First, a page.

Don’t Let The Cold Front Sneak Up On You

January 22nd, 2013 8:39 AM | No Comments

By Erika Druker,

Erika's horse Rolex is prepared for winter! Is your horse?

It’s that time of the year again, where all of the leaves have disappeared and we all dread the snowfall. When it comes to preparing my barn back in Massachusetts, I have different ways of preparing my horses and myself for the colder days that lay ahead.

First of all, I make sure all of my blankets and sheets have been cleaned from the prior season, and are taken out and moved to the barn where I can easily access them. One way I taught myself to get any of my blankets in order is to take all of them to the laundromat  (check with your laundromat before washing your horse’s blankets in the washers; some do not like the horse smell they leave behind). After I bring the blankets home from the laundromat, I fold them and put them in older comforter bags. The comforter bags are the perfect way to keep them neat, clean, and easily storable.

Another way I like to prepare for winter is to put up multiple hooks in the barn, that are only designated for blankets. This way, when my horses are done playing outside in the snow or wet conditions, I have a place to dry them without throwing them on the ground. This is a great way to keep blankets dry and/or clean year round, and I feel it saves my blankets from some wear and tear.

One challenge almost every horse person battles in the wintertime is their horses’ hair coat. It seems like one day your horse is sleek and shiny, and then over night they developed into a cotton ball. One solution is to put lights in your horse’s stall, instead of bundling your horse up like one of the characters from “A Christmas Story.” In order for the light to take effect on your horse, the horse must be under it for at least eighteen hours per day/night. If you decide to then stop using a light in your horses stall make sure to take proper precautions in blanketing the horse accordingly. It will start to grow its coat back fairly quickly after not being under a light if it has been used to being under one already. If you do not like the idea of putting lights in your horse’s stall there are lyrica hoods and/or lyrica body sheets called “slinkies.” You can buy them from tack shops or online. They are a tight fitting stretchy material made to go on under your horse’s blankets. I have found they make your horse’s hair coat not only thinner, but also give them a gleaming shine.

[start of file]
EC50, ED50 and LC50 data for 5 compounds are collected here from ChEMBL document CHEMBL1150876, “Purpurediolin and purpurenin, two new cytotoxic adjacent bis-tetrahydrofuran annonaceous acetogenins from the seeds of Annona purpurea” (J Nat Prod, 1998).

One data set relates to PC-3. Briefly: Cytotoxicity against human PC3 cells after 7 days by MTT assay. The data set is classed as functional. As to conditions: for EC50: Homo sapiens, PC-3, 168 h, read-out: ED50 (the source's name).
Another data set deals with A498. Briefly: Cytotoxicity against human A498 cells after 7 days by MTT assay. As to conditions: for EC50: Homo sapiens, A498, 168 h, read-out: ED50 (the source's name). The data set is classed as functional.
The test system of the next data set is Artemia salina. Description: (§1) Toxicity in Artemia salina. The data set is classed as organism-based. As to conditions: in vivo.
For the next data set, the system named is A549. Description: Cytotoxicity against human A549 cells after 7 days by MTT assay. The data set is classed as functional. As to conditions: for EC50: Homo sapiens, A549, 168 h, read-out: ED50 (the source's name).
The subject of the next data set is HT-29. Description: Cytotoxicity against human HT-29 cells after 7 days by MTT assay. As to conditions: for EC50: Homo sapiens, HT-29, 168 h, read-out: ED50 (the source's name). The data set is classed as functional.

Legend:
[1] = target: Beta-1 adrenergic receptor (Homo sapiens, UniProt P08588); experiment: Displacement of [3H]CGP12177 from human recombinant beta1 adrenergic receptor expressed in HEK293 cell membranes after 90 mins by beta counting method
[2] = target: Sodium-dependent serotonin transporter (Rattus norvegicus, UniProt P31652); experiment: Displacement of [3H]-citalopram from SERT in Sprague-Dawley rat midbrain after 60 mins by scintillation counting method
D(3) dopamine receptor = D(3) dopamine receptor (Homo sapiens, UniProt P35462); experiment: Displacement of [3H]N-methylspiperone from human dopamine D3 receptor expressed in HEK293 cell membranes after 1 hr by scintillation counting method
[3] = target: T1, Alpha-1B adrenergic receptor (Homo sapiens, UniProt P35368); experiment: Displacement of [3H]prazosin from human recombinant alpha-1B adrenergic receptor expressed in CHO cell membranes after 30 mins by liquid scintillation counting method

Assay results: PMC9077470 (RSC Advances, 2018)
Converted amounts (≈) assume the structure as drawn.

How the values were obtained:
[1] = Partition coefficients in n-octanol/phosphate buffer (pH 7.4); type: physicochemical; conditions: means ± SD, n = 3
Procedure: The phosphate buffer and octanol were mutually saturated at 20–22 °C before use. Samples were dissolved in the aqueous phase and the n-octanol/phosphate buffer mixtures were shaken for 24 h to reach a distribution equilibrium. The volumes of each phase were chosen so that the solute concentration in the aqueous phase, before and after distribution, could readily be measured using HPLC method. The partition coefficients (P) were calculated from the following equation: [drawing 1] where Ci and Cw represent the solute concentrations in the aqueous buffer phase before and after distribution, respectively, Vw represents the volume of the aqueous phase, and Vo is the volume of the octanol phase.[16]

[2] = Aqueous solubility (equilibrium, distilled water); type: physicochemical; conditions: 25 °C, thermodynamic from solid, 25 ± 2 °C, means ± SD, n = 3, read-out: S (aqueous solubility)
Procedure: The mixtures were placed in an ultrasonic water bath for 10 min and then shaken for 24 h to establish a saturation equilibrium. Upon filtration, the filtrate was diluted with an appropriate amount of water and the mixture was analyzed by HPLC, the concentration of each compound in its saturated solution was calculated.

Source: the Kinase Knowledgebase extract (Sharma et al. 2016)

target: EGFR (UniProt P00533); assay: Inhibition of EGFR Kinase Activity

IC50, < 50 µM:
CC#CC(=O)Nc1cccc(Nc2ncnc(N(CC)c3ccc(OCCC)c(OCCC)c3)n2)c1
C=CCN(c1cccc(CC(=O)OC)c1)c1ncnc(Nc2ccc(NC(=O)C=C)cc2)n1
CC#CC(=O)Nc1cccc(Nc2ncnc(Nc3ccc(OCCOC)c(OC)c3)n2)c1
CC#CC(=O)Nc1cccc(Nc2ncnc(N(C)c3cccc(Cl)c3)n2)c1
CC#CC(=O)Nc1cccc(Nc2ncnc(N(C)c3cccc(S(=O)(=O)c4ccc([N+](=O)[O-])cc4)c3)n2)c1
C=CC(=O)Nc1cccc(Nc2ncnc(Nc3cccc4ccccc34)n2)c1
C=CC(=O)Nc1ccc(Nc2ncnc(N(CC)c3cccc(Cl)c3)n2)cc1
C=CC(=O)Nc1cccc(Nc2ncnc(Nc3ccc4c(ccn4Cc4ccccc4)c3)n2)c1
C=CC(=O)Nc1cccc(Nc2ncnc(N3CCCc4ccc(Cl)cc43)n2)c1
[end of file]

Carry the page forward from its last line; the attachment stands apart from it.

In addition, every year there are always those couple of days that you find yourself ice skating to your barn; then once you get there you find mini ice skating rink in your horses stalls (also known as the water bucket). There are different types of waterproof heaters or heated water buckets that you can use. I prefer to use the heated water bucket that has a cord that can be stored discretely at the bottom of it. One question I’ve heard about these buckets are “Why would you want your horse to drink heated water?” The bucket’s job is to provide a constant heat to keep the water from freezing in freezing temperatures, but the water is still cold enough to quench your horse’s thirst. So now that your horse is able to drink its water without ice picking its way through it, you should make sure you make it to the water bucket safely by salting ice walkways. I make sure to have plenty of rock salt to throw onto the ice patches on my walkways and around the barn area. I prefer rock salt because different ice-melts that you can buy from a variety of stores (that work great) can be toxic to horses. If the rock salt gets into melted water that sits in their paddocks I don’t worry as much as if a salt that had chemicals in it got around my horse.

The cold front is here! Is your barn prepared for winter?

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